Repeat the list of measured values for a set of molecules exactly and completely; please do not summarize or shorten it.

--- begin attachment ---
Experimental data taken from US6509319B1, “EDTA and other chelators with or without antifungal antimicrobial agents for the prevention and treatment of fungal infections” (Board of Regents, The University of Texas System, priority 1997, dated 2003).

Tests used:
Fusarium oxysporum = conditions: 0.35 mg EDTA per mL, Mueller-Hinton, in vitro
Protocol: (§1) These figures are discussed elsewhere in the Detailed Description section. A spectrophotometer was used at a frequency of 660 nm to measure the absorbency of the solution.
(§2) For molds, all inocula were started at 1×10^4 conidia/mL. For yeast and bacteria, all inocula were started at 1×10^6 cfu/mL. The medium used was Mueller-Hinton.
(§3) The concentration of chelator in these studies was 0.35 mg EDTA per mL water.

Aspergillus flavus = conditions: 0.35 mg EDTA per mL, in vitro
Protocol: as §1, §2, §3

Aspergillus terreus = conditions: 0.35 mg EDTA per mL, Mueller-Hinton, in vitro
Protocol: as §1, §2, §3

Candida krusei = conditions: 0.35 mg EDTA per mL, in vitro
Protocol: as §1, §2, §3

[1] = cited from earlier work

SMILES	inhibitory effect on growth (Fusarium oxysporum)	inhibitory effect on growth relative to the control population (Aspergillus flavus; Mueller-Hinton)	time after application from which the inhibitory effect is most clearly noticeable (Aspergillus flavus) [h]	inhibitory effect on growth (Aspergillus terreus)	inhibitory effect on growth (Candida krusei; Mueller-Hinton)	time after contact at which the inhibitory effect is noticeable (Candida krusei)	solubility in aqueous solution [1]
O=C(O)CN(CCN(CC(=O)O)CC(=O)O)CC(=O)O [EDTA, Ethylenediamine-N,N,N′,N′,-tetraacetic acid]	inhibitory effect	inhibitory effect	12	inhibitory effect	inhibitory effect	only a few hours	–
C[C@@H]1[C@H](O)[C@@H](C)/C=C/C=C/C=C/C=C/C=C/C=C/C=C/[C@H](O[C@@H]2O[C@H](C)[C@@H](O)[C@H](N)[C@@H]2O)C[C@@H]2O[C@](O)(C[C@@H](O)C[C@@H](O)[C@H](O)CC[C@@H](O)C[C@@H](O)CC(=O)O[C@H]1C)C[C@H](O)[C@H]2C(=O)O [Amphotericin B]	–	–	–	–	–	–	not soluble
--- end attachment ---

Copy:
Experimental data taken from US6509319B1, “EDTA and other chelators with or without antifungal antimicrobial agents for the prevention and treatment of fungal infections” (Board of Regents, The University of Texas System, priority 1997, dated 2003).

Tests used:
Fusarium oxysporum = conditions: 0.35 mg EDTA per mL, Mueller-Hinton, in vitro
Protocol: (§1) These figures are discussed elsewhere in the Detailed Description section. A spectrophotometer was used at a frequency of 660 nm to measure the absorbency of the solution.
(§2) For molds, all inocula were started at 1×10^4 conidia/mL. For yeast and bacteria, all inocula were started at 1×10^6 cfu/mL. The medium used was Mueller-Hinton.
(§3) The concentration of chelator in these studies was 0.35 mg EDTA per mL water.

Aspergillus flavus = conditions: 0.35 mg EDTA per mL, in vitro
Protocol: as §1, §2, §3

Aspergillus terreus = conditions: 0.35 mg EDTA per mL, Mueller-Hinton, in vitro
Protocol: as §1, §2, §3

Candida krusei = conditions: 0.35 mg EDTA per mL, in vitro
Protocol: as §1, §2, §3

[1] = cited from earlier work

SMILES	inhibitory effect on growth (Fusarium oxysporum)	inhibitory effect on growth relative to the control population (Aspergillus flavus; Mueller-Hinton)	time after application from which the inhibitory effect is most clearly noticeable (Aspergillus flavus) [h]	inhibitory effect on growth (Aspergillus terreus)	inhibitory effect on growth (Candida krusei; Mueller-Hinton)	time after contact at which the inhibitory effect is noticeable (Candida krusei)	solubility in aqueous solution [1]
O=C(O)CN(CCN(CC(=O)O)CC(=O)O)CC(=O)O [EDTA, Ethylenediamine-N,N,N′,N′,-tetraacetic acid]	inhibitory effect	inhibitory effect	12	inhibitory effect	inhibitory effect	only a few hours	–
C[C@@H]1[C@H](O)[C@@H](C)/C=C/C=C/C=C/C=C/C=C/C=C/C=C/[C@H](O[C@@H]2O[C@H](C)[C@@H](O)[C@H](N)[C@@H]2O)C[C@@H]2O[C@](O)(C[C@@H](O)C[C@@H](O)[C@H](O)CC[C@@H](O)C[C@@H](O)CC(=O)O[C@H]1C)C[C@H](O)[C@H]2C(=O)O [Amphotericin B]	–	–	–	–	–	–	not soluble